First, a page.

Would you more than happy if the home being described was yours?
Would you buy a residential or commercial property from them?
4. Welcome a minimum of 3 agents to value your home or business.
Shortlist your agents, but don’t reduce too much. Attempt to get at least three to come and value your house.
When your home or business is valued it’s essential not to be too impressed by the agent that values your house the highest– this might be a tactic to win your organisation.
Preferably, you require an agent who is going to be honest and reasonable, not one who is going to misestimate your house and then fail to get a buyer at that price.
5. Ask these questions:.
What does it cost? does the agent charge for sole agency and exactly what is the tie-in duration? Sole agency is where one agent has the special right to offer your house for a set period. If your home or business is offered by another agent in this time you will still need to pay the sole agent their fee, as well as the agent who actually sold it. As a guideline, fees for sole agency can range in between 1% and 2% of the price, with a tie-in period of as much as 8 weeks.
Just how much does the agent charge for multi-agency? A multi-agency arrangement suggests a number of agents will have your property on their books, with the successful agency being approved the charge. Usually speaking, this fee will be in the area of 1.5% to 2.5% of the price.
How long has the agent been established and what is their experience? A reputable agent that has experience selling residential or commercial properties in the instant area of your home is more suitable.
How will your home be advertised? Will it appear in the local paper? On a home website such as Rightmove? Is the agency able to reveal examples of how they market residential or commercial properties?
Who will look after viewings? Will the estate agent be present at all watchings? Check as to whether they will be offered throughout nights and weekends.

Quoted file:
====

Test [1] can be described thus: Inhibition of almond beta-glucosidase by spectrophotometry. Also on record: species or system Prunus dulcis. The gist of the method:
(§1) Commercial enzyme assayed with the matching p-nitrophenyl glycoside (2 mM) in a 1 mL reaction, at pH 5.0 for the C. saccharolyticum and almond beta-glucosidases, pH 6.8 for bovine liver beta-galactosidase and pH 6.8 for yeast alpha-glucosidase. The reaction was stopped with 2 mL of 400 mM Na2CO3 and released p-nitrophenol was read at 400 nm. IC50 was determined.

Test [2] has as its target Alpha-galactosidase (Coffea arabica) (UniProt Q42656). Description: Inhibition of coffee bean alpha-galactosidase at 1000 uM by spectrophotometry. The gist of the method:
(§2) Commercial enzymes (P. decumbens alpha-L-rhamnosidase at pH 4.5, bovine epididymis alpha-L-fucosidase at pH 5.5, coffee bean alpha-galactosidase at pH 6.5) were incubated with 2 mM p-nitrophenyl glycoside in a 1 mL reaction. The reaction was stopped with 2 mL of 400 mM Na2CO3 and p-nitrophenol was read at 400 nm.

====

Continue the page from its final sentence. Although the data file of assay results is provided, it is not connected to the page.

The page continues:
6. Decide in between sole and multi-agency, then haggle.
Sole agency is less expensive, however the net isn’t really cast as wide and there may be less possibility of a fast sale. Multi-agency costs more, however means that your home or business will get more direct exposure, which increases the prospect of a quick sale.
You might decide to start with a sole agency, moving to multi-agency at the end of the tie-in period. Or you may choose to leap directly in with multi-agency.
Whichever you choose, now is the time to bargain. If one agent is more costly than the others, see if you can get their rate down.
7. Read the conditions of the agreement.
Make certain you’re pleased with all the fine print prior to signing anything. Don’t be afraid to question things you don’t understand or do not agree with.
8. Evaluation your agent’s performance.
After a few weeks for multi-agency, or towards completion of the tie-in period for sole agency, assess your estate agent’s performance.
How many viewings have you had? Who from? How did they go?
Has the agent been marketing the residential or commercial property and working as difficult as you anticipate?
Also request feedback from the agent. If you’ve not had viewings, or have had watchings but no deals, the agent can give insight. It might be you’re priced too expensive, or that there’s a location of the residential or commercial property that could be beautified to encourage a sale.